U.S. News is also showing a willingness to listen as it considers what steps to take next. Mr. Morse and his staff acknowledged that they could provide more assistance by actively seeking input on how they can help more effectively. In all of this their dedication to helping prospective students is especially important, particularly as the ABA considers making changes to what schools must report to maintain accreditation. One of the biggest differences between what the ABA requires and what U.S. News asks for (and usually gets) is salary information, which the ABA has not yet deemed to be basic consumer information. A call by U.S. News for the ABA to collect better consumer information has the potential to make a significant impact, and we will be keeping an eye on any changes over at the ABA. The Standards Review Committee is having its next meeting in a few weeks, when we look forward to continuing the discussion about the need for better regulation.

Some U.S. News rankings criticisms:
Brian Leiter, How to Rank Law Schools, 81 IND. L.J. 47–50 (2006); Andrew P. Morriss & William D. Henderson, Measuring Outcomes: Post-graduation Measures of Success in the U.S. News & World Report Law School Rankings, 83 IND. L.J. 791 (2008); Richard A. Posner, Law School Rankings, 81 IND. L.J. 13, 13 (2006); David A. Thomas, The Law School Rankings Are Harmful Deceptions: A Response to Those Who Praise the Rankings and Suggestions for a Better Approach to Evaluating Law Schools, 40 HOUS. L. REV. 419 (2003). But cf., e.g., Paul D. Carrington, On Ranking: A Response to Mitchell Berger, 53 J. LEGAL EDUC. 301 (2003); Russell Korobkin, In Praise of Law School Rankings: Solutions to Coordination and Collective Action Problems, 77 TEX. L. REV. 403 (1998).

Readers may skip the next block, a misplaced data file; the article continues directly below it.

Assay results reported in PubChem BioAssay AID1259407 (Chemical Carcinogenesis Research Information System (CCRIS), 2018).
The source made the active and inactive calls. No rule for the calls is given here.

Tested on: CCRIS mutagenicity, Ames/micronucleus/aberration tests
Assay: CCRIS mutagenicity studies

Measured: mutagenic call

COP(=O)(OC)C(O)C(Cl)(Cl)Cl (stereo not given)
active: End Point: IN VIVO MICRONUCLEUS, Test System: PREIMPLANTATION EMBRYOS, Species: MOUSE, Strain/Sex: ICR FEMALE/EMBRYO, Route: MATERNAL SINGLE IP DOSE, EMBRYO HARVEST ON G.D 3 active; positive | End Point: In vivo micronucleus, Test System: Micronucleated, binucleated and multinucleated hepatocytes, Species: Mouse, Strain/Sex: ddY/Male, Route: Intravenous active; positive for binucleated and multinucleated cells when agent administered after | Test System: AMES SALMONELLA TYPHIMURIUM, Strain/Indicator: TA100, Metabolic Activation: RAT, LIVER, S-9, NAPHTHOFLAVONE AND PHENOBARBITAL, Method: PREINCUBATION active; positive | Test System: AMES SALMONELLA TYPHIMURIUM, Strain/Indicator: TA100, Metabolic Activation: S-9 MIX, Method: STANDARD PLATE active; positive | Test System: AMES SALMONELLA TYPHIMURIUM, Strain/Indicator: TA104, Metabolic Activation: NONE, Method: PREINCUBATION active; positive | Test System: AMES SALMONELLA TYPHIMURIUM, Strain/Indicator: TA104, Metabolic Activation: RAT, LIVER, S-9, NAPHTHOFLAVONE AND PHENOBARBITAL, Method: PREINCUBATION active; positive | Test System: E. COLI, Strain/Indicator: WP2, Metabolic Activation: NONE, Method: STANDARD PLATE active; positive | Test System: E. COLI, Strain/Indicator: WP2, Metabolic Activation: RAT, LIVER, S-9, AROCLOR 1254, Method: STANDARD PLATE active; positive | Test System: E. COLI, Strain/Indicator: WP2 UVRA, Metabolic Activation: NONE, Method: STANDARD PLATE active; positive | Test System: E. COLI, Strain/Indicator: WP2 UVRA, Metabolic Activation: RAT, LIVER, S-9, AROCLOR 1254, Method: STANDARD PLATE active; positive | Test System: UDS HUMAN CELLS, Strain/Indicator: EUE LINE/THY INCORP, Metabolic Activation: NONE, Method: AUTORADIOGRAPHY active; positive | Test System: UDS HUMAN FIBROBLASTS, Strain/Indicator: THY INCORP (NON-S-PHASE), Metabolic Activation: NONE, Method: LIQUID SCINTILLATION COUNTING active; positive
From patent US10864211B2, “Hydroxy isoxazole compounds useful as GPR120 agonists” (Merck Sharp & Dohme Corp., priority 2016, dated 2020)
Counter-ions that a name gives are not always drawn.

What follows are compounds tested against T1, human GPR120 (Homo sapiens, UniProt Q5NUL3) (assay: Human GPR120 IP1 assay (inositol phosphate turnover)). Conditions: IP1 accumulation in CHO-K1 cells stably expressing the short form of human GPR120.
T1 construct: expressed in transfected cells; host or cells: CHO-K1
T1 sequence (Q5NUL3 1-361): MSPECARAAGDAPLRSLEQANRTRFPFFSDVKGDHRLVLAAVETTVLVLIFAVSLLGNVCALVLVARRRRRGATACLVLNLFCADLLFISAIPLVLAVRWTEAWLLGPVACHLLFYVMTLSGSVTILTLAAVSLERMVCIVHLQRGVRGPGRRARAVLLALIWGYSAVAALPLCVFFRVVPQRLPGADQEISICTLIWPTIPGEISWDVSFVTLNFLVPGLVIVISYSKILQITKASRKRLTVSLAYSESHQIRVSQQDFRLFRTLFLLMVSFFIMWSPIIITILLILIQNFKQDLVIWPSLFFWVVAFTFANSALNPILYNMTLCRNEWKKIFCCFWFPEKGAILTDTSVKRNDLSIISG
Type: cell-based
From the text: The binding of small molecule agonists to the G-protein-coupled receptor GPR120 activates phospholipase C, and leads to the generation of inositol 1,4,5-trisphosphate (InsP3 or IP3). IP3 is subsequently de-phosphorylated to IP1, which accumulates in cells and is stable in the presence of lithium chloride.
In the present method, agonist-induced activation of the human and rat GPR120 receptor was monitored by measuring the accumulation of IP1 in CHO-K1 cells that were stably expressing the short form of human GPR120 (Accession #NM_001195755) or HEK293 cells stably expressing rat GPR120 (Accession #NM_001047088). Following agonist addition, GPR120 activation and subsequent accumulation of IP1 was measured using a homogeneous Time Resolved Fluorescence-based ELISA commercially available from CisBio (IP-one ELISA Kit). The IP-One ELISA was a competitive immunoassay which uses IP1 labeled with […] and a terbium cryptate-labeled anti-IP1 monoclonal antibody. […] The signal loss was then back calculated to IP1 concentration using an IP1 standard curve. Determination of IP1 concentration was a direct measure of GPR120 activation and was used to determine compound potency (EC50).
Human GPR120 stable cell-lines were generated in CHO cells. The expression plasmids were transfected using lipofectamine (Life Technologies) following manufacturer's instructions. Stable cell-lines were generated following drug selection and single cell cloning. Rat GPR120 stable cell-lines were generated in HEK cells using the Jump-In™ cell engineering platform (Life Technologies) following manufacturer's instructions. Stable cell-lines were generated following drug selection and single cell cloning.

Post-Mortem of the ABA Questionnaire Committee Meeting

This past Monday (December 17), I had the opportunity to present to the Questionnaire Committee in Florida about employment reporting problems and solutions. It was a nice break from exams, and I am extremely pleased with how it all went.

Patrick was unable to attend, but did listen in along with Kimber and Mark from the Down by Lawcast. On Thursday, we four discussed the meeting for Episode 10 of the Down by Lawcast. The Committee is on the right track, but has a long way to go in their process. We’ll have a more extensive post about the meeting in a few days.

Episode 10

Earlier:
DBLawcast, Reaching the Scambloggers
ABA Journal Podcast, How Law Schools Can Help Next Gen Lawyers Take Gamble Out of Hefty Tuition.

A Note from Our Co-Founders

Dear Readers,

Thank you to everyone who has continued expressing support for increased transparency at ABA-approved law schools. This past week LST announced some important improvements that U.S. News will make regarding information disclosure. Building on the U.S. News lobbying efforts (which we began back in August), we then presented at the ABA Questionnaire Committee meeting down in Ft. Lauderdale, which was very productive. We will recap what happened at the meeting later this week. By continuing to focus the discussion on the need to repair the trust relationship between law schools and students, we are hopeful that meaningful improvements will eventually come about through the regulatory process.

LST plans to play an active role in participating in the reforms, but to do this we need to reexamine our organization’s resources. We are a small staff made up entirely of volunteers. This is a good thing. Unlike representatives from individual law schools, we don’t face the bureaucratic problems that exist within many institutions of higher education. As new members of the legal profession, we have worked hard to prove our dedication to solving these issues in a way that benefits both prospective law students and the legal profession in general. Thankfully, the legal media has largely spared us of the same criticism often levied against the ABA or individual law schools. We suspect that one of the reasons for this has been because we don’t really have a horse in the race, other than a serious dedication to following through with our goals.